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Review: The Greatest Adventure


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The Greatest Adventure: A History of Human Space Exploration
by Colin Burgess
Reaktion Books, 2021
hardcover, 368 pp., illus.
ISBN 978-1-78914-460-4
US$40.00

There is no shortage of books about human spaceflight. Many dive deep into details about specific programs or missions, or offer biographies (or autobiographies) of those who have flown in space and others than enabled such flights. Nonetheless, there is still a place for an overall history of the subject, one that spans decades of activity to both provide an introduction to newcomers and to put such activities into a broader context.

That’s the aim of The Greatest Adventure by Colin Burgess. He offers a straightforward chronological history of human spaceflight, starting with the early efforts to send animals to space to see if humans could survive, and then working his way forward through the Space Race of the 1960s and the programs that followed in the US and USSR, going to the present day.

The end of the Apollo-Soyuz mission is on page 250 of the book. Everything else in human spaceflight since is crammed in its last 90 pages.

For much of the book, Burgess is recapping each mission by the Americans and Soviets, examining what took place from launch to landing. The focus is on those missions and the astronauts and cosmonauts who flew them, and only secondarily on policy and technology issues. It’s a very straightforward account of the advances and setbacks from those missions.

The problem is that he sets a pace that he cannot sustain in the rest of the book, like a marathoner running too quickly in the first few miles of the race. His discussion of the Apollo-Soyuz Test Project wraps up on page 250 of the book. All the events that followed—the shuttle, Mir, International Space Station, Chinese and commercial human spaceflight—is condensed into the last 90 pages. A chapter titled “Space Shuttles and the ISS” doesn’t even discuss the ISS in any detail; that’s reserved for a portion, but only a portion, of a later chapter. The entire history of China’s human spaceflight program is contained in just four pages, including several photos and a table.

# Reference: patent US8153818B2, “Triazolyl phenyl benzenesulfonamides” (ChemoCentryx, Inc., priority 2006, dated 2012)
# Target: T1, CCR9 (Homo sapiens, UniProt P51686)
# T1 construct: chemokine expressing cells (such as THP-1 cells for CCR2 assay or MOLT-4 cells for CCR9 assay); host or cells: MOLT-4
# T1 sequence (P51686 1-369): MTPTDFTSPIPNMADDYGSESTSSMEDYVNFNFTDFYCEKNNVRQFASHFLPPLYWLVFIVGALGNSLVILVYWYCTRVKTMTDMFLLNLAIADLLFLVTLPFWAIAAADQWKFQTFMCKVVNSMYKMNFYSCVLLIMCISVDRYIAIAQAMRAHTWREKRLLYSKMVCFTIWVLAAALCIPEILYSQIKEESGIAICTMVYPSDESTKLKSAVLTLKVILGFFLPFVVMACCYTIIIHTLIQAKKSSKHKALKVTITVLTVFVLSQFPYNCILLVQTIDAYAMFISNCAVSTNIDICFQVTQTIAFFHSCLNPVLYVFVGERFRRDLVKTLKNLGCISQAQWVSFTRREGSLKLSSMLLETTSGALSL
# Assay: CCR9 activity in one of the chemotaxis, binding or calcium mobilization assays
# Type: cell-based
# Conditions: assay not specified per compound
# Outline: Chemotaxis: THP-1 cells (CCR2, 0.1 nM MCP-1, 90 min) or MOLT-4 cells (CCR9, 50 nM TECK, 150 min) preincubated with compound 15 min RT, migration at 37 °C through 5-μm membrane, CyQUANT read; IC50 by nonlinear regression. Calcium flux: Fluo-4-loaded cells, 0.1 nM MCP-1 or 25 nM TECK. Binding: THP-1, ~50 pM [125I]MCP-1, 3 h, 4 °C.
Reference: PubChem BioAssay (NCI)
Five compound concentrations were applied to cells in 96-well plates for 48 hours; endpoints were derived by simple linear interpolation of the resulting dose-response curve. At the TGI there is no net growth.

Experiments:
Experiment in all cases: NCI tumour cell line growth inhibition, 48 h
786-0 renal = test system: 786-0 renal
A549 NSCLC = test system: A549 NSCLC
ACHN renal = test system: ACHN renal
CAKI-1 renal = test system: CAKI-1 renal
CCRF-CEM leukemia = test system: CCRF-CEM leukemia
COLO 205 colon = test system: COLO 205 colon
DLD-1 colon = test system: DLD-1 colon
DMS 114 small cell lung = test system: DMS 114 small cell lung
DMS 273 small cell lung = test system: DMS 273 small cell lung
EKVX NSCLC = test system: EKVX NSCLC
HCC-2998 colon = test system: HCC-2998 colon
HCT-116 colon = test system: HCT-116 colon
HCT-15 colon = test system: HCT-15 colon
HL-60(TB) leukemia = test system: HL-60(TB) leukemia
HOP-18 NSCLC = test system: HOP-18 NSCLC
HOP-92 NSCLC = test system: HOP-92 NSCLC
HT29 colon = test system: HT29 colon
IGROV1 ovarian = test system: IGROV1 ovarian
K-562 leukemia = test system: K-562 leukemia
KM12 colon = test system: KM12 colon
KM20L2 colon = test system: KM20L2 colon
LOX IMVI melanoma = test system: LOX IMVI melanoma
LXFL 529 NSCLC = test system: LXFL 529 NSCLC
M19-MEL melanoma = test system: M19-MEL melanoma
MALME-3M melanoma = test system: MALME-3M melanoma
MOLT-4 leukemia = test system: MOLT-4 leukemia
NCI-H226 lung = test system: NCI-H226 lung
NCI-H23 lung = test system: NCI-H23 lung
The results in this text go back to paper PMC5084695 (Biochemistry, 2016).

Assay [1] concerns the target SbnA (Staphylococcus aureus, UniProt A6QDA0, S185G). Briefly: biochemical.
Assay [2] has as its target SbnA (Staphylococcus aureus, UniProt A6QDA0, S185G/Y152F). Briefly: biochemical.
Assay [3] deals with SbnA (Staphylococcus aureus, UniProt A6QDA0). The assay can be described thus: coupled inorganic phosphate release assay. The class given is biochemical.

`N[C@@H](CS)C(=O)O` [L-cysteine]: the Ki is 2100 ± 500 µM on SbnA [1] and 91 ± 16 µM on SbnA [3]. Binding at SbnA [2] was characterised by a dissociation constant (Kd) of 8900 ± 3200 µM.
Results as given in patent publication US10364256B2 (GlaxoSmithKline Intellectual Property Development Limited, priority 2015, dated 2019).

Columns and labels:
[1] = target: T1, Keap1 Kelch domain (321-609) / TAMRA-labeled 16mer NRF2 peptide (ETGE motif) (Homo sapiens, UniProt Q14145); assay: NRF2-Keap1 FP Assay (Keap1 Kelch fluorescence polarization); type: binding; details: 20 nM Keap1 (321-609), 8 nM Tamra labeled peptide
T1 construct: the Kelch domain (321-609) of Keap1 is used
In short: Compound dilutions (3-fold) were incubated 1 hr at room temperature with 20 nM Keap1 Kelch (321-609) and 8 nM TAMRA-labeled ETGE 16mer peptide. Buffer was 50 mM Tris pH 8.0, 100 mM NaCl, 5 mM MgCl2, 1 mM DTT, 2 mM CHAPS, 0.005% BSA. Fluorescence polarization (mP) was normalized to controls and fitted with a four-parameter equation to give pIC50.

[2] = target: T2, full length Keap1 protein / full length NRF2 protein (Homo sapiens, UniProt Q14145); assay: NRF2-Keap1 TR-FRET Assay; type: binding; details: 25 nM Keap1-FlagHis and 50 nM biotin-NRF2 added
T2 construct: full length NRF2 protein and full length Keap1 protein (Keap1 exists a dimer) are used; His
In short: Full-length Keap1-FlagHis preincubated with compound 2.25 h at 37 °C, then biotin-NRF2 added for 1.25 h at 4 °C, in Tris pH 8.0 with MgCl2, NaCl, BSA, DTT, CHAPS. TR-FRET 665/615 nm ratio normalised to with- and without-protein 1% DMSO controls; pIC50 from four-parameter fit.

There’s also a sloppiness in those final chapters. In discussing a 2004 bill that provided regulatory certainty for the commercial human spaceflight industry in the US, he writes that the bill “was signed into law in the United States by 269 votes to 120.” Bills, of course, are not signed into law by votes; this was the outcome of the House vote on the bill that was a critical, but not final, step in its enactment. An illustration described as a Falcon 9 launching a Crew Dragon is, in fact, an illustration of an in-fight abort of that spacecraft.

There is no grand analysis or synthesis of human spaceflight—why and how, not just who and what—in The Greatest Adventure. It is an example of a subgenre of space history that takes a nostalgic view of the past, one where the one-upmanship between the US and the USSR was that greatest adventure, culminating in the Apollo 11 landing. Everything since is something of a disappointment since it did not continue the trend of those early years. Yet, today is perhaps the most dynamic time in human spaceflight since those early days, if not ever, given the growing number of companies and countries involved, and capabilities that can make human spaceflight more sustainable while enabling a return to the Moon and eventual human missions to Mars. To ignore or gloss over those aspects does the reader a disservice. Even historians cannot live in the past.


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